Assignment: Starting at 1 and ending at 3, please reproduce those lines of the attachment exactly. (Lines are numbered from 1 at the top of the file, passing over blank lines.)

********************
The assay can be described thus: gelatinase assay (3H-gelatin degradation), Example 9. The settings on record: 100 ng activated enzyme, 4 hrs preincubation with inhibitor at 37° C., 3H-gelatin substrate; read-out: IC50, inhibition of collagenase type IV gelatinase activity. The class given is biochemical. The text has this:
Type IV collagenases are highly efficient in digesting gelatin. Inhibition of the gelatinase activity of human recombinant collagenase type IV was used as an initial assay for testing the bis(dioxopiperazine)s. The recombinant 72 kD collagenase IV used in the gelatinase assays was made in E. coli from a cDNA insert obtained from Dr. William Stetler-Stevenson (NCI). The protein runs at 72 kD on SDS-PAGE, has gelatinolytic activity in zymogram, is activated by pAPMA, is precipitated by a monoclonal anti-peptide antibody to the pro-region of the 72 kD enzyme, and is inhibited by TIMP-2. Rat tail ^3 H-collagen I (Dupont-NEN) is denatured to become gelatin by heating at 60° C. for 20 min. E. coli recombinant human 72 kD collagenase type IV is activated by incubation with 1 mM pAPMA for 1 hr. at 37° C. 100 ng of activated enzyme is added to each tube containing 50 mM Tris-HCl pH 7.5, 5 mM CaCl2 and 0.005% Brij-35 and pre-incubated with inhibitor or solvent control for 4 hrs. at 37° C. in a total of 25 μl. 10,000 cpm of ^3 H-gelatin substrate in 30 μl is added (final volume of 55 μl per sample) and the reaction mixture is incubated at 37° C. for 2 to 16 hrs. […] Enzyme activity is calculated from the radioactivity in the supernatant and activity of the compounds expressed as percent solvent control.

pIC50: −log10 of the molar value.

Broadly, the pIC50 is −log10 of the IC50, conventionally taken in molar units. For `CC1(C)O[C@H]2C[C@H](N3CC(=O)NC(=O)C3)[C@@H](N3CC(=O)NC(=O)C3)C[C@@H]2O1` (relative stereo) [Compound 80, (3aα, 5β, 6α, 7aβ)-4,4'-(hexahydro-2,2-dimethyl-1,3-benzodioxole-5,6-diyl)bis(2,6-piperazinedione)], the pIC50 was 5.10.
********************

The assay can be described thus: gelatinase assay (3H-gelatin degradation), Example 9. The settings on record: 100 ng activated enzyme, 4 hrs preincubation with inhibitor at 37° C., 3H-gelatin substrate; read-out: IC50, inhibition of collagenase type IV gelatinase activity. The class given is biochemical. The text has this:
Type IV collagenases are highly efficient in digesting gelatin. Inhibition of the gelatinase activity of human recombinant collagenase type IV was used as an initial assay for testing the bis(dioxopiperazine)s. The recombinant 72 kD collagenase IV used in the gelatinase assays was made in E. coli from a cDNA insert obtained from Dr. William Stetler-Stevenson (NCI). The protein runs at 72 kD on SDS-PAGE, has gelatinolytic activity in zymogram, is activated by pAPMA, is precipitated by a monoclonal anti-peptide antibody to the pro-region of the 72 kD enzyme, and is inhibited by TIMP-2. Rat tail ^3 H-collagen I (Dupont-NEN) is denatured to become gelatin by heating at 60° C. for 20 min. E. coli recombinant human 72 kD collagenase type IV is activated by incubation with 1 mM pAPMA for 1 hr. at 37° C. 100 ng of activated enzyme is added to each tube containing 50 mM Tris-HCl pH 7.5, 5 mM CaCl2 and 0.005% Brij-35 and pre-incubated with inhibitor or solvent control for 4 hrs. at 37° C. in a total of 25 μl. 10,000 cpm of ^3 H-gelatin substrate in 30 μl is added (final volume of 55 μl per sample) and the reaction mixture is incubated at 37° C. for 2 to 16 hrs. […] Enzyme activity is calculated from the radioactivity in the supernatant and activity of the compounds expressed as percent solvent control.

pIC50: −log10 of the molar value.